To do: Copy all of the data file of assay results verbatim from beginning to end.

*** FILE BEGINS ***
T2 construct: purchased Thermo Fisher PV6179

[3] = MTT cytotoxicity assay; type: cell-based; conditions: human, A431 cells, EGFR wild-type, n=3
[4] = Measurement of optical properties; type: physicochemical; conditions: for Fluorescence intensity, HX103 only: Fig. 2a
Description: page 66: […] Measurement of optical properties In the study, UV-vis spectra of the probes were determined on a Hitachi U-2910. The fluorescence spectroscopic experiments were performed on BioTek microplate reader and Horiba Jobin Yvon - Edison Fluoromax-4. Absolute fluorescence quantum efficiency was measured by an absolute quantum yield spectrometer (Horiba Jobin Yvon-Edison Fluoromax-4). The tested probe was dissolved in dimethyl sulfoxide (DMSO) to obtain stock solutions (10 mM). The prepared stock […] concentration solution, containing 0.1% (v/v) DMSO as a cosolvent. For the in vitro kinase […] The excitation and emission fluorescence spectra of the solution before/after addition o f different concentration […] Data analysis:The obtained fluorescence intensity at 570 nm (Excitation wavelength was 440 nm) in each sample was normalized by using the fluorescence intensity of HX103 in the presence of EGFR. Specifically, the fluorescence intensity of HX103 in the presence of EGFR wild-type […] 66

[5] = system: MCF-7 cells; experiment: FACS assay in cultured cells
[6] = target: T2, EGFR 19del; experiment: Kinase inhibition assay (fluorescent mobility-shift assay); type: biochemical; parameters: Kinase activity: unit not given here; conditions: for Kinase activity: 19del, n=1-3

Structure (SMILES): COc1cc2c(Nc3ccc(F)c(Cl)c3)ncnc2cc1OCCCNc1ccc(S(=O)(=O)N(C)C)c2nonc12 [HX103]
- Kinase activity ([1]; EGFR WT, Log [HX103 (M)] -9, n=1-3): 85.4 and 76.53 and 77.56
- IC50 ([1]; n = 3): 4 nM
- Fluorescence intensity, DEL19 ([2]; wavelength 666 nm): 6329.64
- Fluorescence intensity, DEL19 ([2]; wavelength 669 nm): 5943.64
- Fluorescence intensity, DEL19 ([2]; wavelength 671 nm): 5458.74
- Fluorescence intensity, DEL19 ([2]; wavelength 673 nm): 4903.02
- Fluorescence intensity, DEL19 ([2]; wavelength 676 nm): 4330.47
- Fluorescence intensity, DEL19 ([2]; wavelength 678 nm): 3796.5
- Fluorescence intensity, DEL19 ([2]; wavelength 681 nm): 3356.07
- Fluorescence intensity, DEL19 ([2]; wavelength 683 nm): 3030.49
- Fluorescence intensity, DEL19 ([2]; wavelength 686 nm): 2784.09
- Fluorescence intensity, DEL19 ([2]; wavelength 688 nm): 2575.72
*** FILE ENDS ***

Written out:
T2 construct: purchased Thermo Fisher PV6179

[3] = MTT cytotoxicity assay; type: cell-based; conditions: human, A431 cells, EGFR wild-type, n=3
[4] = Measurement of optical properties; type: physicochemical; conditions: for Fluorescence intensity, HX103 only: Fig. 2a
Description: page 66: […] Measurement of optical properties In the study, UV-vis spectra of the probes were determined on a Hitachi U-2910. The fluorescence spectroscopic experiments were performed on BioTek microplate reader and Horiba Jobin Yvon - Edison Fluoromax-4. Absolute fluorescence quantum efficiency was measured by an absolute quantum yield spectrometer (Horiba Jobin Yvon-Edison Fluoromax-4). The tested probe was dissolved in dimethyl sulfoxide (DMSO) to obtain stock solutions (10 mM). The prepared stock […] concentration solution, containing 0.1% (v/v) DMSO as a cosolvent. For the in vitro kinase […] The excitation and emission fluorescence spectra of the solution before/after addition o f different concentration […] Data analysis:The obtained fluorescence intensity at 570 nm (Excitation wavelength was 440 nm) in each sample was normalized by using the fluorescence intensity of HX103 in the presence of EGFR. Specifically, the fluorescence intensity of HX103 in the presence of EGFR wild-type […] 66

[5] = system: MCF-7 cells; experiment: FACS assay in cultured cells
[6] = target: T2, EGFR 19del; experiment: Kinase inhibition assay (fluorescent mobility-shift assay); type: biochemical; parameters: Kinase activity: unit not given here; conditions: for Kinase activity: 19del, n=1-3

Structure (SMILES): COc1cc2c(Nc3ccc(F)c(Cl)c3)ncnc2cc1OCCCNc1ccc(S(=O)(=O)N(C)C)c2nonc12 [HX103]
- Kinase activity ([1]; EGFR WT, Log [HX103 (M)] -9, n=1-3): 85.4 and 76.53 and 77.56
- IC50 ([1]; n = 3): 4 nM
- Fluorescence intensity, DEL19 ([2]; wavelength 666 nm): 6329.64
- Fluorescence intensity, DEL19 ([2]; wavelength 669 nm): 5943.64
- Fluorescence intensity, DEL19 ([2]; wavelength 671 nm): 5458.74
- Fluorescence intensity, DEL19 ([2]; wavelength 673 nm): 4903.02
- Fluorescence intensity, DEL19 ([2]; wavelength 676 nm): 4330.47
- Fluorescence intensity, DEL19 ([2]; wavelength 678 nm): 3796.5
- Fluorescence intensity, DEL19 ([2]; wavelength 681 nm): 3356.07
- Fluorescence intensity, DEL19 ([2]; wavelength 683 nm): 3030.49
- Fluorescence intensity, DEL19 ([2]; wavelength 686 nm): 2784.09
- Fluorescence intensity, DEL19 ([2]; wavelength 688 nm): 2575.72